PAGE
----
How to Cut Shapes Out of Metal Sheets
The most precise tool for cutting shapes out of sheet metal is the plasma cutter. A plasma cutter yields a small precise kerf (width of the cut) and will cut any electrically conductive metal (aluminum, copper, brass or stainless steel). It is able to achieve a smooth, steady cut with the use of a hand-held torch and an air compressor. In addition to cutting straight clean lines, a plasma cutter can gouge, pierce, bevel, cut holes and trace shapes in metal.
Make a cardboard template of the shape you wish to cut.
Place the shape template on the sheet metal and trace it with soapstone.
Place the drag shield (the tip of the cutting apparatus) on the metal at the place you wish to begin cutting. Make sure the arc is directed straight down.
Press the trigger. Allow two seconds of preflow air before the pilot arc starts. Move the torch across the metal at a consistent speed once the arc starts.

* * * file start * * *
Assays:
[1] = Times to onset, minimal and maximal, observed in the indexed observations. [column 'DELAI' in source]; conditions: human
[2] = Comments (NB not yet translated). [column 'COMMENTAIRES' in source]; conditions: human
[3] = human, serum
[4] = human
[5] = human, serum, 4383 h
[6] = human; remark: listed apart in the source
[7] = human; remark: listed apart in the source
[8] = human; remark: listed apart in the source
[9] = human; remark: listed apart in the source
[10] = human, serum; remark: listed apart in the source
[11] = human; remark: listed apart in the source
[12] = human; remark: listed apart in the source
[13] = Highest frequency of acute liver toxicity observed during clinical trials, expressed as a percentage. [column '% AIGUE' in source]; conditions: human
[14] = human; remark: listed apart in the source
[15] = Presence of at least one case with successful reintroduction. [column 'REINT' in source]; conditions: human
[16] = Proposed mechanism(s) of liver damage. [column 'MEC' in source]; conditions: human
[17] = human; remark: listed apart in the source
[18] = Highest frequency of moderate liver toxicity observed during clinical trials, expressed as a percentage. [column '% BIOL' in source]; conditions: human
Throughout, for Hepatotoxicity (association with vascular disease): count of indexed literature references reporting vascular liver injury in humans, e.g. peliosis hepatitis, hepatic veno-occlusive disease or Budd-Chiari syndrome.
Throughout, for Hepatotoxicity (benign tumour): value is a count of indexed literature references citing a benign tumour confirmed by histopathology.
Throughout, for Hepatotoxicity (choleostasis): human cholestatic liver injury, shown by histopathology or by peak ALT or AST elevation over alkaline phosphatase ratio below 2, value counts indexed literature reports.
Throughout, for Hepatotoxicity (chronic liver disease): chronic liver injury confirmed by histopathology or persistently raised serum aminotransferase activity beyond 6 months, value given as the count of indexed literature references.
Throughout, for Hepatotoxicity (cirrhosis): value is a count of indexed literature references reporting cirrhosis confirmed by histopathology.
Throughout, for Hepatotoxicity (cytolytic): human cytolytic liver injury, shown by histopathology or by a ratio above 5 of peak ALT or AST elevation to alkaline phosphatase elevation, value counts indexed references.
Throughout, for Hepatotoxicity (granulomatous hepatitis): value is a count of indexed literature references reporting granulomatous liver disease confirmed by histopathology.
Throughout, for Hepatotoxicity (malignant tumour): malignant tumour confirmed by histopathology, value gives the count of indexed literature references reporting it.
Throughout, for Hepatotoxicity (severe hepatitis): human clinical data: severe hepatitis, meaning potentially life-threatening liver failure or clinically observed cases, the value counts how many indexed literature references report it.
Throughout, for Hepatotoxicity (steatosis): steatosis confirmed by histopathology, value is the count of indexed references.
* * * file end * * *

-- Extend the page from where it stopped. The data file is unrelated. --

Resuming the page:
Adjust the speed so the cutting sparks go through the metal and out the bottom of the cut. If you don not see sparks, you are not penetrating the metal.
Achieve a finer cut by holding the tip of the torch about 1/8 inch from the surface of the work piece. The closer the torch is to the metal the finer the cut will be, and you will get a wider cut if you raise it away from the metal.
Pause briefly at the end of the cut to sever the metal shape from the rest of the sheet.
- Routinely change the air filters on a plasma cutter.
- Low air pressure leads to low performance. The Fabricator recommends setting the source gauge 30 to 40 PSI higher than the pressure gauge on the machine.
- A plasma cutter will produce a post-flow of air for about 20 or 30 seconds in order to cool itself after the trigger has been released. You can, however, resume cutting even if the torch is in its cooling cycle. Just pull the trigger.
- Wear appropriate welding gear when using a plasma cutter.
- Clear the workspace of anything even remotely flammable. This includes protecting your hair from stray sparks; wear a helmet with face protection.
Based in Fort Collins, Colo., Dannah Swift has been writing since 2009. She writes about green living, careers and the home garden. Her writing has appeared on various websites. She holds a Master of Arts in English literature from the University of New Hampshire and is currently pursuing a certificate in paralegal studies.